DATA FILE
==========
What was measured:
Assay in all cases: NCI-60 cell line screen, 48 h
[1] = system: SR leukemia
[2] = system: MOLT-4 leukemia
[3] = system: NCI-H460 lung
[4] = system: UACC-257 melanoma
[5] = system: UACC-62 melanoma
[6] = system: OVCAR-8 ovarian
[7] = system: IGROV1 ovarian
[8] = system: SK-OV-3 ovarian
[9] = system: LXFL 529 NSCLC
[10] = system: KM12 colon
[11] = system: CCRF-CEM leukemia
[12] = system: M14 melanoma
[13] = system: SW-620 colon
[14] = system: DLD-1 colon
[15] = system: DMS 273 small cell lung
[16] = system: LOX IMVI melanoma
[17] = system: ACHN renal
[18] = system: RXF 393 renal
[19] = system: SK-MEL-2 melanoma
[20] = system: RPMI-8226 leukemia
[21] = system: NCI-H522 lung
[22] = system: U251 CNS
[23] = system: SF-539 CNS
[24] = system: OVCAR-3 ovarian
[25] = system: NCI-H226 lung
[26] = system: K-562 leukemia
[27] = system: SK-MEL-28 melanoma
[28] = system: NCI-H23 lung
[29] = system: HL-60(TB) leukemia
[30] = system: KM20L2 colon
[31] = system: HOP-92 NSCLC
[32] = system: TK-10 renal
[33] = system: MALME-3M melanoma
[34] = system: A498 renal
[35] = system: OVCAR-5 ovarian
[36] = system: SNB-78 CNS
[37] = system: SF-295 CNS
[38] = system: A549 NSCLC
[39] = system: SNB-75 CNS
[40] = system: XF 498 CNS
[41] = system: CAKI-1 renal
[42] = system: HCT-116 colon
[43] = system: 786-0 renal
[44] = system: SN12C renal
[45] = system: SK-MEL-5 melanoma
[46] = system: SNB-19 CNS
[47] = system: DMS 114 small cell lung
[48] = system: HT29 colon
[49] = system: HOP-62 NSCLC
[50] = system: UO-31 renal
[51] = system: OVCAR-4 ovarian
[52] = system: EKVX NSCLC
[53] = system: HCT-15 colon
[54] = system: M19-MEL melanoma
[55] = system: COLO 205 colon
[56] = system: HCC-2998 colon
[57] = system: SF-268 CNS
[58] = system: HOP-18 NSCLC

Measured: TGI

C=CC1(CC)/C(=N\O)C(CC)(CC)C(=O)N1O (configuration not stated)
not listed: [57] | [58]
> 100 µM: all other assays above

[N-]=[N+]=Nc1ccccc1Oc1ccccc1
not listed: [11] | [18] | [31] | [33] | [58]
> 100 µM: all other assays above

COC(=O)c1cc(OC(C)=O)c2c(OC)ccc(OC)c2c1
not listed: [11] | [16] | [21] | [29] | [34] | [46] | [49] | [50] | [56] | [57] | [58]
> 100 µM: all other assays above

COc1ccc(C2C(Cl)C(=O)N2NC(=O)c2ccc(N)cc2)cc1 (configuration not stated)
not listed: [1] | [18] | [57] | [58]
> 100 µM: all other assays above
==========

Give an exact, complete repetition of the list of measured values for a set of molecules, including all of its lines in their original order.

What was measured:
Assay in all cases: NCI-60 cell line screen, 48 h
[1] = system: SR leukemia
[2] = system: MOLT-4 leukemia
[3] = system: NCI-H460 lung
[4] = system: UACC-257 melanoma
[5] = system: UACC-62 melanoma
[6] = system: OVCAR-8 ovarian
[7] = system: IGROV1 ovarian
[8] = system: SK-OV-3 ovarian
[9] = system: LXFL 529 NSCLC
[10] = system: KM12 colon
[11] = system: CCRF-CEM leukemia
[12] = system: M14 melanoma
[13] = system: SW-620 colon
[14] = system: DLD-1 colon
[15] = system: DMS 273 small cell lung
[16] = system: LOX IMVI melanoma
[17] = system: ACHN renal
[18] = system: RXF 393 renal
[19] = system: SK-MEL-2 melanoma
[20] = system: RPMI-8226 leukemia
[21] = system: NCI-H522 lung
[22] = system: U251 CNS
[23] = system: SF-539 CNS
[24] = system: OVCAR-3 ovarian
[25] = system: NCI-H226 lung
[26] = system: K-562 leukemia
[27] = system: SK-MEL-28 melanoma
[28] = system: NCI-H23 lung
[29] = system: HL-60(TB) leukemia
[30] = system: KM20L2 colon
[31] = system: HOP-92 NSCLC
[32] = system: TK-10 renal
[33] = system: MALME-3M melanoma
[34] = system: A498 renal
[35] = system: OVCAR-5 ovarian
[36] = system: SNB-78 CNS
[37] = system: SF-295 CNS
[38] = system: A549 NSCLC
[39] = system: SNB-75 CNS
[40] = system: XF 498 CNS
[41] = system: CAKI-1 renal
[42] = system: HCT-116 colon
[43] = system: 786-0 renal
[44] = system: SN12C renal
[45] = system: SK-MEL-5 melanoma
[46] = system: SNB-19 CNS
[47] = system: DMS 114 small cell lung
[48] = system: HT29 colon
[49] = system: HOP-62 NSCLC
[50] = system: UO-31 renal
[51] = system: OVCAR-4 ovarian
[52] = system: EKVX NSCLC
[53] = system: HCT-15 colon
[54] = system: M19-MEL melanoma
[55] = system: COLO 205 colon
[56] = system: HCC-2998 colon
[57] = system: SF-268 CNS
[58] = system: HOP-18 NSCLC

Measured: TGI

C=CC1(CC)/C(=N\O)C(CC)(CC)C(=O)N1O (configuration not stated)
not listed: [57] | [58]
> 100 µM: all other assays above

[N-]=[N+]=Nc1ccccc1Oc1ccccc1
not listed: [11] | [18] | [31] | [33] | [58]
> 100 µM: all other assays above

COC(=O)c1cc(OC(C)=O)c2c(OC)ccc(OC)c2c1
not listed: [11] | [16] | [21] | [29] | [34] | [46] | [49] | [50] | [56] | [57] | [58]
> 100 µM: all other assays above

COc1ccc(C2C(Cl)C(=O)N2NC(=O)c2ccc(N)cc2)cc1 (configuration not stated)
not listed: [1] | [18] | [57] | [58]
> 100 µM: all other assays above